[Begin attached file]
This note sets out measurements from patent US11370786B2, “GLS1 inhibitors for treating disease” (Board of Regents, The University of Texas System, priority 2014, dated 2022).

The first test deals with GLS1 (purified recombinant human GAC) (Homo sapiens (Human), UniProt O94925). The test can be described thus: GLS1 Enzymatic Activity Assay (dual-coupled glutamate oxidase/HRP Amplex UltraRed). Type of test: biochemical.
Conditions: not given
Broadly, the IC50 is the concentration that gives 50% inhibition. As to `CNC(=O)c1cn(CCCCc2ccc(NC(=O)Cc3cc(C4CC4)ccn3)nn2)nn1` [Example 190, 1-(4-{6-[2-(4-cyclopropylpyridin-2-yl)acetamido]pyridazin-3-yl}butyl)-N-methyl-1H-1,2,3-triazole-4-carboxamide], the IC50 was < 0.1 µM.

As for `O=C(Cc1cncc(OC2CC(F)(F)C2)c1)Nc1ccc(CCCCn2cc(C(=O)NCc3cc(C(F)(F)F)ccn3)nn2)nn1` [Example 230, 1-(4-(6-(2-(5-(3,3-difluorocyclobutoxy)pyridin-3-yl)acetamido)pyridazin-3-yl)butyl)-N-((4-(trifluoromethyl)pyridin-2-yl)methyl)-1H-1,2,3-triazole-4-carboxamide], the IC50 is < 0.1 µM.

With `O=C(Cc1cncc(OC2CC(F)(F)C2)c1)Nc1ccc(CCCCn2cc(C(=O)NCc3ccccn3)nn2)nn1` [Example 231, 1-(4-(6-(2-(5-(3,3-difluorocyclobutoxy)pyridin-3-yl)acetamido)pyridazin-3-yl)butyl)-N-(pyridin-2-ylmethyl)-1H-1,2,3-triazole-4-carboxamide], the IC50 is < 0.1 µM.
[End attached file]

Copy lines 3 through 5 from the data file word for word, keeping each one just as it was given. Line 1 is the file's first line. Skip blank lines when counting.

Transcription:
Conditions: not given
Broadly, the IC50 is the concentration that gives 50% inhibition. As to `CNC(=O)c1cn(CCCCc2ccc(NC(=O)Cc3cc(C4CC4)ccn3)nn2)nn1` [Example 190, 1-(4-{6-[2-(4-cyclopropylpyridin-2-yl)acetamido]pyridazin-3-yl}butyl)-N-methyl-1H-1,2,3-triazole-4-carboxamide], the IC50 was < 0.1 µM.

As for `O=C(Cc1cncc(OC2CC(F)(F)C2)c1)Nc1ccc(CCCCn2cc(C(=O)NCc3cc(C(F)(F)F)ccn3)nn2)nn1` [Example 230, 1-(4-(6-(2-(5-(3,3-difluorocyclobutoxy)pyridin-3-yl)acetamido)pyridazin-3-yl)butyl)-N-((4-(trifluoromethyl)pyridin-2-yl)methyl)-1H-1,2,3-triazole-4-carboxamide], the IC50 is < 0.1 µM.